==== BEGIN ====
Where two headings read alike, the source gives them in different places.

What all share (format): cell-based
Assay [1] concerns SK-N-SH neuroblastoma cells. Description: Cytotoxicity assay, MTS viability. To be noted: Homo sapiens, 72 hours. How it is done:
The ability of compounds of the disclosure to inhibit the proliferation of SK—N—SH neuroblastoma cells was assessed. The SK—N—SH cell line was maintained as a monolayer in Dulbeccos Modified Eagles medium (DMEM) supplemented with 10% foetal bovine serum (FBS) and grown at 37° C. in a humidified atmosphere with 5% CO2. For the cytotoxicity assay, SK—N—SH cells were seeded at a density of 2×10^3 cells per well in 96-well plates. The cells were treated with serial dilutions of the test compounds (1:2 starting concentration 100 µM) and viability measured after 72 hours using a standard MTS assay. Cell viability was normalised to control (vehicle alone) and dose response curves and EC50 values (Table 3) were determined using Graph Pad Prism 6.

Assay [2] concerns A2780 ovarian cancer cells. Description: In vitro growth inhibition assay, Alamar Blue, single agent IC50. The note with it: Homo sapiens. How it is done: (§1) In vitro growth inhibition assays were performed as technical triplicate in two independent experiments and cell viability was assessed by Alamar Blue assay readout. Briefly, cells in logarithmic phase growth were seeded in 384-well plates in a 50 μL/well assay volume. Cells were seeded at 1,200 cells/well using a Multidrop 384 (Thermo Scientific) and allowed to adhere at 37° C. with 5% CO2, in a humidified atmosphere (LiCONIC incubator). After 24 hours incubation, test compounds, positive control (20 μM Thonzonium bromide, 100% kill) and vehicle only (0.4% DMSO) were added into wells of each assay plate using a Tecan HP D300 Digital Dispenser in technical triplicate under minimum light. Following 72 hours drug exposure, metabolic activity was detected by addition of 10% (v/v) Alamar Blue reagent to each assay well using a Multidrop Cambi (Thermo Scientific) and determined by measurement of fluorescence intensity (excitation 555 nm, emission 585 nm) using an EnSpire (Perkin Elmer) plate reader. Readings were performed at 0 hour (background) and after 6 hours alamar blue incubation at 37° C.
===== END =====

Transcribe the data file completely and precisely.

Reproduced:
Where two headings read alike, the source gives them in different places.

What all share (format): cell-based
Assay [1] concerns SK-N-SH neuroblastoma cells. Description: Cytotoxicity assay, MTS viability. To be noted: Homo sapiens, 72 hours. How it is done:
The ability of compounds of the disclosure to inhibit the proliferation of SK—N—SH neuroblastoma cells was assessed. The SK—N—SH cell line was maintained as a monolayer in Dulbeccos Modified Eagles medium (DMEM) supplemented with 10% foetal bovine serum (FBS) and grown at 37° C. in a humidified atmosphere with 5% CO2. For the cytotoxicity assay, SK—N—SH cells were seeded at a density of 2×10^3 cells per well in 96-well plates. The cells were treated with serial dilutions of the test compounds (1:2 starting concentration 100 µM) and viability measured after 72 hours using a standard MTS assay. Cell viability was normalised to control (vehicle alone) and dose response curves and EC50 values (Table 3) were determined using Graph Pad Prism 6.

Assay [2] concerns A2780 ovarian cancer cells. Description: In vitro growth inhibition assay, Alamar Blue, single agent IC50. The note with it: Homo sapiens. How it is done: (§1) In vitro growth inhibition assays were performed as technical triplicate in two independent experiments and cell viability was assessed by Alamar Blue assay readout. Briefly, cells in logarithmic phase growth were seeded in 384-well plates in a 50 μL/well assay volume. Cells were seeded at 1,200 cells/well using a Multidrop 384 (Thermo Scientific) and allowed to adhere at 37° C. with 5% CO2, in a humidified atmosphere (LiCONIC incubator). After 24 hours incubation, test compounds, positive control (20 μM Thonzonium bromide, 100% kill) and vehicle only (0.4% DMSO) were added into wells of each assay plate using a Tecan HP D300 Digital Dispenser in technical triplicate under minimum light. Following 72 hours drug exposure, metabolic activity was detected by addition of 10% (v/v) Alamar Blue reagent to each assay well using a Multidrop Cambi (Thermo Scientific) and determined by measurement of fluorescence intensity (excitation 555 nm, emission 585 nm) using an EnSpire (Perkin Elmer) plate reader. Readings were performed at 0 hour (background) and after 6 hours alamar blue incubation at 37° C.